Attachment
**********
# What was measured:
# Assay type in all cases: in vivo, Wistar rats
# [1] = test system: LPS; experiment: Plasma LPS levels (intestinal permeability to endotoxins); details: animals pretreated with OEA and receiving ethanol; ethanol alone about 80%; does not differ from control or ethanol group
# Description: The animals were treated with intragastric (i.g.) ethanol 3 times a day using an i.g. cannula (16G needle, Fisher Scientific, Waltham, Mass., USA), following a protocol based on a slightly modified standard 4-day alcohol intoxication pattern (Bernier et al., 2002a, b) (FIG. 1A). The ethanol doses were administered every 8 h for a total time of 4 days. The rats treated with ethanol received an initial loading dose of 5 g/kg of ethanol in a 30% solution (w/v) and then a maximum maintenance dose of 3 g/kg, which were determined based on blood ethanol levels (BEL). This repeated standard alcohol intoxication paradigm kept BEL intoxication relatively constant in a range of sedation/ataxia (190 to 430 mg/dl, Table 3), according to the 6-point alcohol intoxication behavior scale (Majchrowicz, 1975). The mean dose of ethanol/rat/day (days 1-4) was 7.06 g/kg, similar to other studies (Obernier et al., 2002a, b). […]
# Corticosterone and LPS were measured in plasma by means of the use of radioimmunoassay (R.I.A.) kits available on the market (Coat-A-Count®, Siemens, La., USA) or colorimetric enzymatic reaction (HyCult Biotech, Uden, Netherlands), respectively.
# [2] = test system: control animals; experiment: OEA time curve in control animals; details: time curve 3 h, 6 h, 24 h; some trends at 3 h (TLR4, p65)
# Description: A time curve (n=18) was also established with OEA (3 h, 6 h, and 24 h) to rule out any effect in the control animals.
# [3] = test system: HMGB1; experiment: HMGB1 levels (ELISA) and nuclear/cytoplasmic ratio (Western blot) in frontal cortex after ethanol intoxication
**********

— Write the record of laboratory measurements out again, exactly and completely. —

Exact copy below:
# What was measured:
# Assay type in all cases: in vivo, Wistar rats
# [1] = test system: LPS; experiment: Plasma LPS levels (intestinal permeability to endotoxins); details: animals pretreated with OEA and receiving ethanol; ethanol alone about 80%; does not differ from control or ethanol group
# Description: The animals were treated with intragastric (i.g.) ethanol 3 times a day using an i.g. cannula (16G needle, Fisher Scientific, Waltham, Mass., USA), following a protocol based on a slightly modified standard 4-day alcohol intoxication pattern (Bernier et al., 2002a, b) (FIG. 1A). The ethanol doses were administered every 8 h for a total time of 4 days. The rats treated with ethanol received an initial loading dose of 5 g/kg of ethanol in a 30% solution (w/v) and then a maximum maintenance dose of 3 g/kg, which were determined based on blood ethanol levels (BEL). This repeated standard alcohol intoxication paradigm kept BEL intoxication relatively constant in a range of sedation/ataxia (190 to 430 mg/dl, Table 3), according to the 6-point alcohol intoxication behavior scale (Majchrowicz, 1975). The mean dose of ethanol/rat/day (days 1-4) was 7.06 g/kg, similar to other studies (Obernier et al., 2002a, b). […]
# Corticosterone and LPS were measured in plasma by means of the use of radioimmunoassay (R.I.A.) kits available on the market (Coat-A-Count®, Siemens, La., USA) or colorimetric enzymatic reaction (HyCult Biotech, Uden, Netherlands), respectively.
# [2] = test system: control animals; experiment: OEA time curve in control animals; details: time curve 3 h, 6 h, 24 h; some trends at 3 h (TLR4, p65)
# Description: A time curve (n=18) was also established with OEA (3 h, 6 h, and 24 h) to rule out any effect in the control animals.
# [3] = test system: HMGB1; experiment: HMGB1 levels (ELISA) and nuclear/cytoplasmic ratio (Western blot) in frontal cortex after ethanol intoxication